The Court’s Power To Terminate A Company’s DOCA
By Krisha Reddy, Law Clerk MST Lawyers and Alicia Hill, Principal, MST Lawyers
Justice Sifris, in the recent Supreme Court decision of Eco Heat (Vic) Pty Ltd v the Syndicate Forty Four Pty Ltd (Subject to Deed of Company Arrangement) & Ors  VSC 156, used his power under the Corporations Act 2001 (Cth) (Act) to terminate a Deed of Company Arrangement (DOCA) executed by creditors. His Honour demonstrated the Court’s power to use such measures where corporate morality or public interest issues arise.
The Syndicate Forty Four Group of companies provided high-interest finance for motor vehicles, sourcing the funds from investors. Due to bad debts from customers not repaying loans, unrealistic returns and legal action brought by investors, the company faced financial difficulty. On 28 October 2016, Administrators were appointed.
On 24 November 2016, the Administrators circulated their Report to Creditors under s 439A of the Act. Despite the Administrators recommendation that the creditors resolve to wind up the companies as it would not be in their interest to execute the proposed DOCA, the creditors voted to accept it regardless.
Eco Heat (Vic) Pty Ltd (Eco Heat), voted against the acceptance of the DOCA arguing that it was contrary to the interests of the creditors as a whole, the public interest and commercial morality. Eco Heat submitted that the DOCA resolution should be overruled as the decision was not made objectively but in order to heed the advice of the director, who was a friend of many of the creditors.
The issue was whether the Court should exercise its power under s 445D(1)(f)-(g) of the Act to terminate the DOCA. The relevant provision is as follows:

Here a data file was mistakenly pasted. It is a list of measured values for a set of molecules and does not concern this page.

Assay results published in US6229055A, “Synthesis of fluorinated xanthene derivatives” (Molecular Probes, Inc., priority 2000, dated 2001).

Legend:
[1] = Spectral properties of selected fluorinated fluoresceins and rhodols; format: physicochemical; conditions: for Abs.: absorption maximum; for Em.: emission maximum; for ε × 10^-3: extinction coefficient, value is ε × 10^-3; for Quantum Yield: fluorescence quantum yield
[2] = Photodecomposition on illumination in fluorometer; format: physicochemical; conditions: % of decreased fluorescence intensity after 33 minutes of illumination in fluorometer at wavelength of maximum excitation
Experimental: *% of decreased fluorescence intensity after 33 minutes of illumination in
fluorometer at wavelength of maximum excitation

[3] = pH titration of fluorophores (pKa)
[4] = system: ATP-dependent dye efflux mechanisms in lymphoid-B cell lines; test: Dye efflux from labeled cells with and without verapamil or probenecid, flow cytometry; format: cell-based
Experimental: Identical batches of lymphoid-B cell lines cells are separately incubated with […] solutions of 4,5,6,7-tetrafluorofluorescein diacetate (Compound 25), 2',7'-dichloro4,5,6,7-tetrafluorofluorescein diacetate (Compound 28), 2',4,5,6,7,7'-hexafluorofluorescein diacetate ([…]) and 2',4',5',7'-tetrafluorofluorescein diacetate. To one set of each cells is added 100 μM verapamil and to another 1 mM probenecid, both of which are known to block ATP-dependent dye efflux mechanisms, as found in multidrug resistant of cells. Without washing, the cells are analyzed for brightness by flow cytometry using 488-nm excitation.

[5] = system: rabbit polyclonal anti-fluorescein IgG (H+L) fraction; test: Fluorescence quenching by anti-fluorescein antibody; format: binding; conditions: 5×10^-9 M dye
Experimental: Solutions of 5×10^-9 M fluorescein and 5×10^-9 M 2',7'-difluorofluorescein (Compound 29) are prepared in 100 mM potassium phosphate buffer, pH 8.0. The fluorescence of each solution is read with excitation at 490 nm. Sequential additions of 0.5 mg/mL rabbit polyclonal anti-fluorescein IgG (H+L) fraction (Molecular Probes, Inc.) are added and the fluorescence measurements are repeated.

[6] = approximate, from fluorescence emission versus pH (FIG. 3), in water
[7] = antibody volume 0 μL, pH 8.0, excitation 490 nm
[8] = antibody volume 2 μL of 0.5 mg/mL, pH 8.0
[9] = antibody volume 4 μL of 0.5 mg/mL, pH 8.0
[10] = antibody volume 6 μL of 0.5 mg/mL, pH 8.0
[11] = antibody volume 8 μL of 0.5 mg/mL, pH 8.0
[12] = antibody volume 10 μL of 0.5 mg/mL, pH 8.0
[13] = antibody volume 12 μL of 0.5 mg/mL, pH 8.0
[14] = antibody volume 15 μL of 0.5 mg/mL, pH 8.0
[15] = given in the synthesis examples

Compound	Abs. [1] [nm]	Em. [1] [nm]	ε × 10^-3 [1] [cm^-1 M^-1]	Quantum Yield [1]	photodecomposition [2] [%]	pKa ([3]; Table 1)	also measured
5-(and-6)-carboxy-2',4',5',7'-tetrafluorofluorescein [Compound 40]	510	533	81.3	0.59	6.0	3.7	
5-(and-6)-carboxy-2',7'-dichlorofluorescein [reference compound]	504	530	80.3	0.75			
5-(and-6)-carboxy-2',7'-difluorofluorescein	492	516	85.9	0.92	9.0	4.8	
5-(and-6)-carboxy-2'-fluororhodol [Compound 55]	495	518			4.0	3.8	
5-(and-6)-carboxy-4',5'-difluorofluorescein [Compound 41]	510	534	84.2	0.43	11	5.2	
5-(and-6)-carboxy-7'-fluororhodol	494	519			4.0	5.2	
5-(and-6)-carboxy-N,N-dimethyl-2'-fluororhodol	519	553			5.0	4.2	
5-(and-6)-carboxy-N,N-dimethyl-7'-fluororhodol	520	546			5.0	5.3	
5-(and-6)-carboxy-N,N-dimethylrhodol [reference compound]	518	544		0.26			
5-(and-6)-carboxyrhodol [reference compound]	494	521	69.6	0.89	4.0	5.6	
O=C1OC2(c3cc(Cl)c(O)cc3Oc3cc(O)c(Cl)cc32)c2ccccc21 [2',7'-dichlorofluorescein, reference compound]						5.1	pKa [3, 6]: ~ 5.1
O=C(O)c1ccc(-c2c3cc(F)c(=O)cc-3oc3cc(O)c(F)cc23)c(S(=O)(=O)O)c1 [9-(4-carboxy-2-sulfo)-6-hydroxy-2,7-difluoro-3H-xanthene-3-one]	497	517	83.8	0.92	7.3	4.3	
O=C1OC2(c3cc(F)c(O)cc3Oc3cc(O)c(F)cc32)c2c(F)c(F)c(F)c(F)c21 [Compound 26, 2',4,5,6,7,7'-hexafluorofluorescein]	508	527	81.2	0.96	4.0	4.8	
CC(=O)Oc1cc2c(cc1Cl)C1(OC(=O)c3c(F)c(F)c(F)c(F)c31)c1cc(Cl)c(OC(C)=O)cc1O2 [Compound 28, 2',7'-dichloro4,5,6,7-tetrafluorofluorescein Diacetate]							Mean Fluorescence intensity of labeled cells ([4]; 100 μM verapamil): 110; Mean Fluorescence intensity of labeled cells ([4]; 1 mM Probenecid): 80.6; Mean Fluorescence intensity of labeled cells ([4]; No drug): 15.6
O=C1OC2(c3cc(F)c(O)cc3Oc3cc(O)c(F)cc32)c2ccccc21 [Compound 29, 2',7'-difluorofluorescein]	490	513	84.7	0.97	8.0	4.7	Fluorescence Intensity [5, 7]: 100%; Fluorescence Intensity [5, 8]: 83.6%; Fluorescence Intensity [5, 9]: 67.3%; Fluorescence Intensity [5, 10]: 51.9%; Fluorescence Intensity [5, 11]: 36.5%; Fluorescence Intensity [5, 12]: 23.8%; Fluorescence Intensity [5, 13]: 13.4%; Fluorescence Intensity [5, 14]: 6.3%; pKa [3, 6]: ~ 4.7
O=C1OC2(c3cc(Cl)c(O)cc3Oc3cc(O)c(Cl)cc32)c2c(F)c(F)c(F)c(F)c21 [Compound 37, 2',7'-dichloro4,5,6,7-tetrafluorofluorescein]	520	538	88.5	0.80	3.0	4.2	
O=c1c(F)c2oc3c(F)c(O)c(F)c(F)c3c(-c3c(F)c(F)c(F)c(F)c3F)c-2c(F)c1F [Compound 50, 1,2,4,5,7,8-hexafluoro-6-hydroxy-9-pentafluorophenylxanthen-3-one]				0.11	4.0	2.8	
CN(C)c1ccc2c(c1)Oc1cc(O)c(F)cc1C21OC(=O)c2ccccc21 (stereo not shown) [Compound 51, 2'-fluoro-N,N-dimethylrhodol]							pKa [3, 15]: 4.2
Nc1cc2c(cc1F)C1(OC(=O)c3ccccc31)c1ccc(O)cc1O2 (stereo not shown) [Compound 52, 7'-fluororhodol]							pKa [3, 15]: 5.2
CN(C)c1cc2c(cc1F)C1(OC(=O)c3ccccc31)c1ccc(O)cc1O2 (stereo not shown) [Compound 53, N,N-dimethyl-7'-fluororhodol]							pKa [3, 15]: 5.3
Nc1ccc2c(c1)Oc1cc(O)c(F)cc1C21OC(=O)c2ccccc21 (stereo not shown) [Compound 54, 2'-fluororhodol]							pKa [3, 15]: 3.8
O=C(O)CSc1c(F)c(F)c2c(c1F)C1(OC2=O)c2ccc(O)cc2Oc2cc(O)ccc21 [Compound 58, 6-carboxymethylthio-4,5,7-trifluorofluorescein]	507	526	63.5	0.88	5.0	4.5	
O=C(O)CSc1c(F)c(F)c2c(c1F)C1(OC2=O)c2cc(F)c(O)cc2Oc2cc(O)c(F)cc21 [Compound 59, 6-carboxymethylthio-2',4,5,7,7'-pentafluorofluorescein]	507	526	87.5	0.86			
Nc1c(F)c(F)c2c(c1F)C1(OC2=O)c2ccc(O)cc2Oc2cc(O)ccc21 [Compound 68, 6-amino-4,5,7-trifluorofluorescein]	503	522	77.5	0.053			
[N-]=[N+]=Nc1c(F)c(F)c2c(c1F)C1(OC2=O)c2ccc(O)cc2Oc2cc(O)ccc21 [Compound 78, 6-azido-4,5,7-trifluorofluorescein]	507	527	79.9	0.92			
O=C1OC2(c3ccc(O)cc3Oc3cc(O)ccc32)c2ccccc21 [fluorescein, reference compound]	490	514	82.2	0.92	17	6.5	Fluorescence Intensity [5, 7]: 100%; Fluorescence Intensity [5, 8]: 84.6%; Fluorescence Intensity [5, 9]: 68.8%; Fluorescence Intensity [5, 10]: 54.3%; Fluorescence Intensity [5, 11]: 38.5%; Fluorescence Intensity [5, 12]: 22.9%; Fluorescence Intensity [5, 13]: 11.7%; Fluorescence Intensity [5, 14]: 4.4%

- The Court may make an order terminating a deed of company arrangement if satisfied that:
(f) the deed or a provision of it is, an act or omission done or made under the deed was, or an act or omission proposed to be so done or made would be:
(i) oppressive or unfairly prejudicial to, or unfairly discriminatory against, one or more such creditors; or
(ii) contrary to the interests of the creditors of the company as a whole; or
(g) the deed should be terminated for some other reason.
Justice Sifris held that discretion must be exercised considering the interests of the creditors as a whole, public interest and corporate morality. Meaning that a DOCA will not necessarily be allowed to stand even if creditors would get a greater return from a deed compared to liquidation. In certain circumstances, the ruling to terminate a DOCA is made despite unanimous creditor consent. This includes where there are fraudulent purposes, misconduct or a need for a more intensive investigation of the company’s affairs.
His Honour found that the DOCA should be set aside under s 445D(1)(g) of the Act for the following reasons:
- The anticipated returns to creditors under the DOCA were overstated and entirely misleading. The actual returns would likely be negligible;
- There were close connections between the creditors, and the director and evidence showed that these creditors would have followed whatever advice the director gave; and
- The operation of a possible Ponzi scheme required investigation as it is in the public interest to ensure that funds advanced to promoters for investment are
His Honour also criticised, in obiter, the conduct of the director and the apparent wish to avoid winding up the Syndicate Group Forty Four at all costs.
The decision demonstrates the ability of the Courts to terminate a DOCA where commercial morality and public interest issues arise. This can be despite unanimous creditor support and the possible financial benefits to some. It is important for insolvency practitioners to note these issues when making recommendations as to whether creditors should vote in favour of DOCA proposals.
If you would like to discuss any aspect of this article further, please do not hesitate to email Alicia Hill or phone +61 3 8540 0200.